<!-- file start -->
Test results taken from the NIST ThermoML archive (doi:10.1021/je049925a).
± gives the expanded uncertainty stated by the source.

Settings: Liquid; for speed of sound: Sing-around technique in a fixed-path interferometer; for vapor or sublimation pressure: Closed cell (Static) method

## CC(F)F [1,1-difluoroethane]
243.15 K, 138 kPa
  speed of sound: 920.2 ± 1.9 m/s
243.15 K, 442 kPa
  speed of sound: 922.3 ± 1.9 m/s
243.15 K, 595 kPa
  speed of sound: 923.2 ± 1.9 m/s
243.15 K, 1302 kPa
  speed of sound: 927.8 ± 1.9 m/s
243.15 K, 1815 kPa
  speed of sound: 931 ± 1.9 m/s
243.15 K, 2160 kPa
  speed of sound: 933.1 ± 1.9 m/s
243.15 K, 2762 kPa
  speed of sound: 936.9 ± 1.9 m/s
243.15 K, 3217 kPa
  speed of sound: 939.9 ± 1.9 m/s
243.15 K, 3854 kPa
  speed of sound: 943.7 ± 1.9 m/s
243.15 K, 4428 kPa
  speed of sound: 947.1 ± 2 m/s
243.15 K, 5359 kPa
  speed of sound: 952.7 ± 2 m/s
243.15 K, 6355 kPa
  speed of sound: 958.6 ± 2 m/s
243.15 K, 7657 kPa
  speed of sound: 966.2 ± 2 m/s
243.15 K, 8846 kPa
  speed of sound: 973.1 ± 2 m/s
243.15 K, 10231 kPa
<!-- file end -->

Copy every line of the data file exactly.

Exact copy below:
Test results taken from the NIST ThermoML archive (doi:10.1021/je049925a).
± gives the expanded uncertainty stated by the source.

Settings: Liquid; for speed of sound: Sing-around technique in a fixed-path interferometer; for vapor or sublimation pressure: Closed cell (Static) method

## CC(F)F [1,1-difluoroethane]
243.15 K, 138 kPa
  speed of sound: 920.2 ± 1.9 m/s
243.15 K, 442 kPa
  speed of sound: 922.3 ± 1.9 m/s
243.15 K, 595 kPa
  speed of sound: 923.2 ± 1.9 m/s
243.15 K, 1302 kPa
  speed of sound: 927.8 ± 1.9 m/s
243.15 K, 1815 kPa
  speed of sound: 931 ± 1.9 m/s
243.15 K, 2160 kPa
  speed of sound: 933.1 ± 1.9 m/s
243.15 K, 2762 kPa
  speed of sound: 936.9 ± 1.9 m/s
243.15 K, 3217 kPa
  speed of sound: 939.9 ± 1.9 m/s
243.15 K, 3854 kPa
  speed of sound: 943.7 ± 1.9 m/s
243.15 K, 4428 kPa
  speed of sound: 947.1 ± 2 m/s
243.15 K, 5359 kPa
  speed of sound: 952.7 ± 2 m/s
243.15 K, 6355 kPa
  speed of sound: 958.6 ± 2 m/s
243.15 K, 7657 kPa
  speed of sound: 966.2 ± 2 m/s
243.15 K, 8846 kPa
  speed of sound: 973.1 ± 2 m/s
243.15 K, 10231 kPa